Usability for Nerds/Predictability

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Imagine that you are writing a complicated text. Your screen looks like this:

text editing with selection

Now you want to write something more. What happens when you start writing, let's say by pressing the A key? The highlighted text is deleted and replaced with the new text! I am sure all beginners have made this mistake. A novice user would certainly expect the A key to write an A, not to delete text. Even the most experienced users sometimes make this mistake when they are not looking at the screen and have forgotten that there was something highlighted. The problem here is that the behavior of the A key is not always the same. If there is no highlighted text then it just writes an A. If there is highlighted text then it deletes the text and replaces it with an A. You cannot expect the user to look at the screen all the time, so everybody can make mistakes when the same key doesn't always do the same thing.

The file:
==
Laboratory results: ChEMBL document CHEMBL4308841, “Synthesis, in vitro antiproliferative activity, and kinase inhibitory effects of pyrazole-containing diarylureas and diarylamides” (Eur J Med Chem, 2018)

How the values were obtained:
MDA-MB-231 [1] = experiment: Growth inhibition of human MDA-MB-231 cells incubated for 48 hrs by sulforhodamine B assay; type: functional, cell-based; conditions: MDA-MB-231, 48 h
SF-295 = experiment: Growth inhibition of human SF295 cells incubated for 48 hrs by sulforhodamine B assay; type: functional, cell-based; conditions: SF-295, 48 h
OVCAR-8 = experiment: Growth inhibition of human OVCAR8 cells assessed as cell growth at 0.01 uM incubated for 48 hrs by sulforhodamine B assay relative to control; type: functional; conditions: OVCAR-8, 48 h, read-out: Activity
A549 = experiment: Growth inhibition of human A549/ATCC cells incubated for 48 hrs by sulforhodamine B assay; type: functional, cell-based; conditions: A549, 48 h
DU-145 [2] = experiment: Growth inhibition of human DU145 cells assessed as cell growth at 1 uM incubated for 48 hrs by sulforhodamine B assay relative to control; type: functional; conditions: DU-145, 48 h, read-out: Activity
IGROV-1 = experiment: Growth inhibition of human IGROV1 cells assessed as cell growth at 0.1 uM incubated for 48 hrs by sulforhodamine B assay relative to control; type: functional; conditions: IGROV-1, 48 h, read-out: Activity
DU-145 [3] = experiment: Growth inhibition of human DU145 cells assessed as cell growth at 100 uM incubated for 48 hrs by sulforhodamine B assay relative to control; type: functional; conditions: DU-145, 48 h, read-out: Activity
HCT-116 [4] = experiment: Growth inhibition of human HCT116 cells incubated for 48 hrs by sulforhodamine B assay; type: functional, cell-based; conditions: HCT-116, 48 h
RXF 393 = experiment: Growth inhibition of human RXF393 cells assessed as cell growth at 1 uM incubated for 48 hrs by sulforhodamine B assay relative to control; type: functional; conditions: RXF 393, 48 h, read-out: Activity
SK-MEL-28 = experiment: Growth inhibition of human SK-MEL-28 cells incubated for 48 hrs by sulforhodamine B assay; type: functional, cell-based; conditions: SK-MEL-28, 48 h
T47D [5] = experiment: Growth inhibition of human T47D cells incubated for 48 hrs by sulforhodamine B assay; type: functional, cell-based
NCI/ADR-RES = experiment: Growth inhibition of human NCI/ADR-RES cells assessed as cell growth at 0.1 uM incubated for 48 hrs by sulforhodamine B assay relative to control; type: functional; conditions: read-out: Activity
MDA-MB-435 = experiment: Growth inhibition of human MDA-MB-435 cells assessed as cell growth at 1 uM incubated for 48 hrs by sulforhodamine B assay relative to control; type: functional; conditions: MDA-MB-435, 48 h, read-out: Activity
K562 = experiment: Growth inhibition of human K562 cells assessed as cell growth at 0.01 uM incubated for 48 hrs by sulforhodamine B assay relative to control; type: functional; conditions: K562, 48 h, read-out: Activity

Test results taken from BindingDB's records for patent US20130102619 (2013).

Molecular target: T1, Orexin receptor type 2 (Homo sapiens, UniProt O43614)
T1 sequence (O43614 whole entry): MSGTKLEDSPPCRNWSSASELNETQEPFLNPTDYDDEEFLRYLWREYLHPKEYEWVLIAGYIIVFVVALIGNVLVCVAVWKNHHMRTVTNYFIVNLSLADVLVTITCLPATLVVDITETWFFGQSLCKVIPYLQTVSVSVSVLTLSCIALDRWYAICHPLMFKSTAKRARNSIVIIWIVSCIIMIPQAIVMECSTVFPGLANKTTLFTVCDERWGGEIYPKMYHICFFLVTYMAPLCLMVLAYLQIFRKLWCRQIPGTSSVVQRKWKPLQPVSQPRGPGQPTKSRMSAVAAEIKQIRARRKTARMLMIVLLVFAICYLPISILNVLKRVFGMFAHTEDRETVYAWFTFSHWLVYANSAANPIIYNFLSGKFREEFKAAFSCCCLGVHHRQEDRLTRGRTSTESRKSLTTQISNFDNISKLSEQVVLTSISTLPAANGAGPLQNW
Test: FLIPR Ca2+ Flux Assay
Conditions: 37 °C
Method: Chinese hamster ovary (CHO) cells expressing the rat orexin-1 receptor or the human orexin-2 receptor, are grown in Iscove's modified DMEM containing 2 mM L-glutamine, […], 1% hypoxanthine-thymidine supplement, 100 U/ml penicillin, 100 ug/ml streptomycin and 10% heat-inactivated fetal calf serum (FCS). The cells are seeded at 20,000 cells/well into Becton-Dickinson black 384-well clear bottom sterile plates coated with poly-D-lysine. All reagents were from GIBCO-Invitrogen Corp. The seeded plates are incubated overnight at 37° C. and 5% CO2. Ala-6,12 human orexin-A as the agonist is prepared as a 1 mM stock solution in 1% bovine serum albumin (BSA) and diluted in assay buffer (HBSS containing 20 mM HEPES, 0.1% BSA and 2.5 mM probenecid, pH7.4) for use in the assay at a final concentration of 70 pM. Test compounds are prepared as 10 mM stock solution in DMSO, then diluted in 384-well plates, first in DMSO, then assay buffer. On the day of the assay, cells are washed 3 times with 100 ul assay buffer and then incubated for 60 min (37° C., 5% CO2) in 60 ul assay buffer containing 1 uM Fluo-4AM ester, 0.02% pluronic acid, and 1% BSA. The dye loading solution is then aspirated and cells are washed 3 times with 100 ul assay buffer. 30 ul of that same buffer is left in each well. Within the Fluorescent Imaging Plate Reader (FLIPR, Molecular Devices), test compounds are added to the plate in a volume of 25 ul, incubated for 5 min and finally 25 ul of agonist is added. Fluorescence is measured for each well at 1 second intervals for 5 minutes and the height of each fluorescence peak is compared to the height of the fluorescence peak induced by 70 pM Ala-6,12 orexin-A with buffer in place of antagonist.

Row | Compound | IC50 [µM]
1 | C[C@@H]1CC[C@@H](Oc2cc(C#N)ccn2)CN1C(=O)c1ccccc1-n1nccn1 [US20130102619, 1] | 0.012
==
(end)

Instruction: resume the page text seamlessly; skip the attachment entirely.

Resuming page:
Of course, there is an idea behind the principle that you can make corrections by highlighting the unwanted text and then just writing something else. But it only saves you one keystroke, the Delete key. And the consequence is that you may inadvertently lose a big piece of text that you have problems recalling. (There may be an undo function which can restore the deleted text, but if you don't discover the mistake immediately, it may be too late).

Avoid modes![edit]

There is a similar problem with the CapsLock key. A letter key produces a capital letter when the CapsLock is on, and a small letter when the CapsLock is off. Technically speaking, the keyboard can be in two different modes: CapsLock on mode and CapsLock off mode. The meaning of the keys depend on the mode. Older systems may also use NumLock, ScrollLock, and Insert keys to produce different modes, but the use of these is avoided in most modern systems because modes always cause usability problems. The CapsLock key still lives because there is no good alternative. When modes are unavoidable then the mode should be displayed in a very conspicuous way on both keyboard and screen, for example by giving the cursor a different shape or color.

Self-explaining interfaces · Transparency